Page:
COTA Australia says the WHO Global report on Ageism released today, which highlights the prevalence of ageism globally and makes key recommendations for how to combat it, is as relevant in Australia as it is anywhere else in the world.
The report finds that 1 in 2 people worldwide are ageist against older people and that this impacts on older people’s life span, income, poorer physical and mental health, slower recovery from disability and cognitive decline.
“This report also shows just how pervasive ageism is in our society. We see it in our workplaces, in our health care system and of course we’ve seen it rife throughout the COVID-19 pandemic.” Ian Yates, Chief Executive of COTA Australia said.
“When older people are undervalued, we all miss out, as individuals, as communities, and as an economy. The hidden costs of ageism and age discrimination in employment, health care and other areas is enormous, and the WHO Report calls for more research, education and legislation to understand and combat this scourge.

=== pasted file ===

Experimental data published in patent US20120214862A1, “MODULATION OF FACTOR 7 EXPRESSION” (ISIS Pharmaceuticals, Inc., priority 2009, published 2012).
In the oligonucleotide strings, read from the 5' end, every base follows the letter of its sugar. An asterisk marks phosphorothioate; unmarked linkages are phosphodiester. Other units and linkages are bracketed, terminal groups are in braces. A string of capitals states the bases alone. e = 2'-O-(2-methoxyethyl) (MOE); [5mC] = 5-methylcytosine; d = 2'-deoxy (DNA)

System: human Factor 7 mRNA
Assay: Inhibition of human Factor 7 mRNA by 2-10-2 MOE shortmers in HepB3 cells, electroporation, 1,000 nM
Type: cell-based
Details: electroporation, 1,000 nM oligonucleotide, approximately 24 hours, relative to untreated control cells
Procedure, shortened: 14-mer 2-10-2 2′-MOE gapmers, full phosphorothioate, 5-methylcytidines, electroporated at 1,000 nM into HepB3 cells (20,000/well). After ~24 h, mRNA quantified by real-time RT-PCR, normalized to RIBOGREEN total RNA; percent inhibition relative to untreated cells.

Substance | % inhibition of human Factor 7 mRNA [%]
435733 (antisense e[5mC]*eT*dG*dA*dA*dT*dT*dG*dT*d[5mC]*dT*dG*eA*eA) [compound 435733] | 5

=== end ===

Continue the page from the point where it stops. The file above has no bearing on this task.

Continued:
“We would all benefit from living in a nation that fully harnesses the experience and contributions of all its people, including all older people. Our economy would grow significantly, and people’s health and well-being would increase across the lifespan.
“Making and end to ageism a global priority through the UN, WHO and other international agencies is overdue, but very welcome. It underscores the need for both cultural and policy change to put an end to ageism right across the globe.
COTA is a leading member of the Every Age Counts coalition, a national campaign which aims to tackle ageism against older people in Australia, which the is praised by the WHO Report..
“Every person has a role to play in stopping ageism. We need governments, businesses, civil organisations and every single person in the country to put an end to ageism, starting now.”